Review: Black Ops Cold War well made but frustrating

The Call of Duty series is known by several key identifiers - spectacular action set pieces,...
The Call of Duty series is known by several key identifiers - spectacular action set pieces, global campaigns, near perfect shooting action and timeless multiplayer experiences. Photo: Supplied
The Call of Duty series cops a lot of stick from both the media, and people on social media, yet continues to sell millions every year. This year's edition, Black Ops: Cold War, is an excellent demonstration of both of these trends.

The Call of Duty series is known by several key identifiers - spectacular action set pieces, global campaigns, near perfect shooting action and timeless multiplayer experiences. As you’d expect, Cold War ticks all of these boxes.

Lets start with the campaign. Now, I might be in the minority here, but I play Call of Duty predominantly for the campaign. They’re almost all fantastic. They might not be the most taxing brain wise, they may be mostly nonsense on the most part, but you know what they all are? Fun. (Except for that one level in Call of Duty: World at War, that still keeps me up at night.)

This time around it's the Cold War (funnily enough), and you’re chasing down a Russian bloke named Perseus, who’s once again threatening the Western World's way of life, and its down to you and your band of gruff commandos to put a stop to it.

On the new consoles, this game looks absolutely incredible. The levels are uniformly brilliant from a design perspective, as well as graphically, but you come to expect this.

There’s a couple of memorable parts to the campaign; the mission where you’re undercover in the Russian embassy and you have to sabotage from within in a non-linear level, and also the missions where you have to actually decipher and decode messages to correctly figure out the way forwards. Both represent a change from the norm, and both are excellent.

Cold War is another technically well made game, with lots of depth, beautiful levels and replayability. Photo: Supplied
Cold War is another technically well made game, with lots of depth, beautiful levels and replayability. Photo: Supplied

Now what is also memorable, but in a less good way, is the ending. Spoilers ahead here obviously, but the game will more than likely end on a level that ends so abruptly, and so confusingly shortly, that you’ll wonder “was that it?”. I couldn’t believe a series known for massive explosive finales ended this way, and the villain in the game makes a grand total of zero appearances. It’s bonkers.

Lets move onto the multiplayer. Now COD multiplayer is known as being ruthless, full of people who will "no-scope" you from across the map and little kids keen to yell at you as they kill you for the 20th time, and once again this is no exception. Perhaps I’m getting old and my reaction times are slowly waning away, but this year's COD multiplayer experience left me pretty cold.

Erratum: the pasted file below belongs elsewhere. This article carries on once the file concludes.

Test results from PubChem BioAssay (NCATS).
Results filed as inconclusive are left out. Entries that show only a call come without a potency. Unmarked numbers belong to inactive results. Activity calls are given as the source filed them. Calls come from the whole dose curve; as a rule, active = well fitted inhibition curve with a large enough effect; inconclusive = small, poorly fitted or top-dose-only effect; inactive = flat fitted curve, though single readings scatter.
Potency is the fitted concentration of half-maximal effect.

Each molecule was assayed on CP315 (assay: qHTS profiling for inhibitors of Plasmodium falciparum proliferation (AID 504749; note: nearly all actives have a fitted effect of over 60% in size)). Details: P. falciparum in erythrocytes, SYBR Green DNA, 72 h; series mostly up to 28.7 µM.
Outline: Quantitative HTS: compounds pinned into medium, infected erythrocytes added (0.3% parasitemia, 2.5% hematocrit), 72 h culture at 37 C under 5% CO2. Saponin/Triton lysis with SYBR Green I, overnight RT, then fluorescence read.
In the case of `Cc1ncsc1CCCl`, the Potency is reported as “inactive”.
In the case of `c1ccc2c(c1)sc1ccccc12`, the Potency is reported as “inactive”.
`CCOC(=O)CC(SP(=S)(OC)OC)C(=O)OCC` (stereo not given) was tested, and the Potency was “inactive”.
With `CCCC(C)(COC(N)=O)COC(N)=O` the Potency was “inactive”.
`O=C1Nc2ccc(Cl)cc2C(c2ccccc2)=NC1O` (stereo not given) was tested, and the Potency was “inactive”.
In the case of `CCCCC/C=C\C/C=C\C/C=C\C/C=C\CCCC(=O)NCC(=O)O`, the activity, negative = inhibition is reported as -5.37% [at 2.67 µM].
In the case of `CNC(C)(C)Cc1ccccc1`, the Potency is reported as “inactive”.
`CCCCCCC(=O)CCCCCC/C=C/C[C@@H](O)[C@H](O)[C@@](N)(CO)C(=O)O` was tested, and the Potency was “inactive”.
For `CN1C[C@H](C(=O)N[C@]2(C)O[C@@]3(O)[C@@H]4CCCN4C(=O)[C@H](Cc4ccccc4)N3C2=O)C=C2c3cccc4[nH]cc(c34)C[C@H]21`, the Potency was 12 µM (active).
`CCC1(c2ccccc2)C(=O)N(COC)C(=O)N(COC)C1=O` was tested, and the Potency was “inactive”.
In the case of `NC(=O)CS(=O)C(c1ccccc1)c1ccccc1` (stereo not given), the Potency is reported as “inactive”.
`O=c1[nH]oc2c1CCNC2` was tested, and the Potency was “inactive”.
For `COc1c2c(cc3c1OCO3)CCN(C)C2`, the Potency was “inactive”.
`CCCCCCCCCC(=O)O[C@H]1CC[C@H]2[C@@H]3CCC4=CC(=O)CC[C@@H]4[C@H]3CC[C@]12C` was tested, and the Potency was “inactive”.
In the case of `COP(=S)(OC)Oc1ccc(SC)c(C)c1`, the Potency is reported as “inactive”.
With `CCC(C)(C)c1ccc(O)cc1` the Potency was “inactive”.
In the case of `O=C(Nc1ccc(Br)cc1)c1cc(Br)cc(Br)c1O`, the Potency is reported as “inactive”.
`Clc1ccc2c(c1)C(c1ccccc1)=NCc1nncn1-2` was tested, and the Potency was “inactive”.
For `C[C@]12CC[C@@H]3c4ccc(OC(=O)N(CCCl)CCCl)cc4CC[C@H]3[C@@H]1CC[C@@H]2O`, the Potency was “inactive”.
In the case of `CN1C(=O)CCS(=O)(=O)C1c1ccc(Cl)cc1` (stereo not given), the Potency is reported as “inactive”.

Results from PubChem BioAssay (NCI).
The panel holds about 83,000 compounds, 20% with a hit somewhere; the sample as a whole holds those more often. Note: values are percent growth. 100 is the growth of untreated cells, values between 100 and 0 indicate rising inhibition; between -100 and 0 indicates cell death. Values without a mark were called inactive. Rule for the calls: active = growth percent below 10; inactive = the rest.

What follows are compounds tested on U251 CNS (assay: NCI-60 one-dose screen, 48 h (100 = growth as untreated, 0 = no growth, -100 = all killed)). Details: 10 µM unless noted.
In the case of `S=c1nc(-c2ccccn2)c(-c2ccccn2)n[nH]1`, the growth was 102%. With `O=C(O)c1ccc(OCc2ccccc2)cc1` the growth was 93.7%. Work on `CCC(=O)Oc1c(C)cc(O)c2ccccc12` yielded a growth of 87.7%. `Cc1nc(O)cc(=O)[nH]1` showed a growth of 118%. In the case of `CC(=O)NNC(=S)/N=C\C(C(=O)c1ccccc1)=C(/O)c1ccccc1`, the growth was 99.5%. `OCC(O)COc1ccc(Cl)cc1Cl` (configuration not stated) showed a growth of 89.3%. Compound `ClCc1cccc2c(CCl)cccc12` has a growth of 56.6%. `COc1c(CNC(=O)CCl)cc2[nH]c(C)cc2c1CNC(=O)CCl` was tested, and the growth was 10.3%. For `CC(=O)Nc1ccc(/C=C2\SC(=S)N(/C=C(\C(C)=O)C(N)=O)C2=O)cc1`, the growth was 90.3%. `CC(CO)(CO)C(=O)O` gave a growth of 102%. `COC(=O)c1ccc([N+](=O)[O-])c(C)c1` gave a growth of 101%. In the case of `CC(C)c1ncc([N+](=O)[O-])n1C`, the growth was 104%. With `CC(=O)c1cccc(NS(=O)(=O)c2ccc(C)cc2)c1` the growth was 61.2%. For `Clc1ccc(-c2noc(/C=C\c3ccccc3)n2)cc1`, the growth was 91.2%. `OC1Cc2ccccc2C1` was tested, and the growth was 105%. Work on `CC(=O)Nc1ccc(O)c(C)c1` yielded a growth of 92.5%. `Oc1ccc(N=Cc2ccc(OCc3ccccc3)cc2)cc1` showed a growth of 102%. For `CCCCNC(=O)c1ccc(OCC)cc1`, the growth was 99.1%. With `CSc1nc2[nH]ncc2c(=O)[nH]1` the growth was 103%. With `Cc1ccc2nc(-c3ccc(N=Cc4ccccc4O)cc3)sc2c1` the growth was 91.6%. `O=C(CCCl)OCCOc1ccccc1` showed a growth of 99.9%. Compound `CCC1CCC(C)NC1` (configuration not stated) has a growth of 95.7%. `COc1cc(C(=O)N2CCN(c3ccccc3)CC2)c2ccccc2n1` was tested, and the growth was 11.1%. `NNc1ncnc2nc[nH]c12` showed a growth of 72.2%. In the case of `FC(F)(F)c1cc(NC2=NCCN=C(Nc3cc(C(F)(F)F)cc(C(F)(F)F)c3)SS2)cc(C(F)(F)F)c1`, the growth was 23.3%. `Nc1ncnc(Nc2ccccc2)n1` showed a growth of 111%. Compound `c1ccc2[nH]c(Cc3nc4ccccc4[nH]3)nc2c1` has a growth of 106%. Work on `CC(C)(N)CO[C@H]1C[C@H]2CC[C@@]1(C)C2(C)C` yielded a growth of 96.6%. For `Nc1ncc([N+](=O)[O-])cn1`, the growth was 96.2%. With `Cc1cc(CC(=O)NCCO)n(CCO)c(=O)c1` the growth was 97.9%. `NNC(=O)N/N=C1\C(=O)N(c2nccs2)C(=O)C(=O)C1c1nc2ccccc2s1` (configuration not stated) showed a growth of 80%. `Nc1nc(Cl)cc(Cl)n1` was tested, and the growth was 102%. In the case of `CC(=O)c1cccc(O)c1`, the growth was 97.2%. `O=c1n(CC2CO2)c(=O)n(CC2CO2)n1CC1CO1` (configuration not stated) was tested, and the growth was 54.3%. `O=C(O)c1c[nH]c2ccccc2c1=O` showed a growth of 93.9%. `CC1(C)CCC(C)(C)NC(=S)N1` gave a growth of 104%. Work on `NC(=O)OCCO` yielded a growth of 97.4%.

Jumping into matchmaking, they use a skill based matchmaking (SBMM) system. That sounds great on the face of it - the hardcore guys should all end up against each other, and the hopeless people should all end up in their own lobby. In reality however, what will happen is, you’ll have one good game, and immediately find yourself in the big boys lobby, get demolished, and end up back in the hopeless lobby. There’s little sense of progression, having 20 kills in one game, and then alternating to 20 deaths in the next one. I hated it but hey, maybe I’m just old.

That leaves the zombies component! It's always a crowd-pleaser, and once again this year it does the trick. Fun by yourself, or with a group, it's fun to just try last as long as possible, or to try complete the objectives within the map and complete the complex Easter eggs hidden within. Its easily the best part of the game, and as time goes on is a feature that gains extra maps and extra experiences so that gives it some legs.

So going back to the initial remark - Cold War is another technically well made game, with lots of depth, beautiful levels and replayability. But its also an intensely frustrating game in some parts, that builds on some things its predecessors did, but simultaneously undoes some of their good work. I guess we will all just wait for next year's one and hope that it ticks more of the boxes.

 

Call of Duty Black Ops: Cold War

  • For : PS5, XSX, PS4, XB1
  • From Activision
  • Rating 3.5/ 5 stars

 - by Simon Bishop

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